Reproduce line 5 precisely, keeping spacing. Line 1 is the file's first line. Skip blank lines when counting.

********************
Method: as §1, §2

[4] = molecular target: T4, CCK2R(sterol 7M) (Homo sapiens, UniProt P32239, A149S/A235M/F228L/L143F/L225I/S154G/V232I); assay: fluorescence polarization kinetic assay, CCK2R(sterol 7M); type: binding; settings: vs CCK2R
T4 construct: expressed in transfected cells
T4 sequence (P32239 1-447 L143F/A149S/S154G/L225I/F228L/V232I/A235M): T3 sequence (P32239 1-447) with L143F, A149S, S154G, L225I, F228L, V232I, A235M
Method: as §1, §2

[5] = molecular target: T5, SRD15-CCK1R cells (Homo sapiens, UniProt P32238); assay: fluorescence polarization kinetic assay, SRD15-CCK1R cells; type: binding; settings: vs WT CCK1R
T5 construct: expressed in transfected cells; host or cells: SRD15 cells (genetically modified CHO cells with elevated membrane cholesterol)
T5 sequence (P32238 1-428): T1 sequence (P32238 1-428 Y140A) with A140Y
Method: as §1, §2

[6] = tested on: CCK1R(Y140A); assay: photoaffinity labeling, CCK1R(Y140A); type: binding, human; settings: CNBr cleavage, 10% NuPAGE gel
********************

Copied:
Method: as §1, §2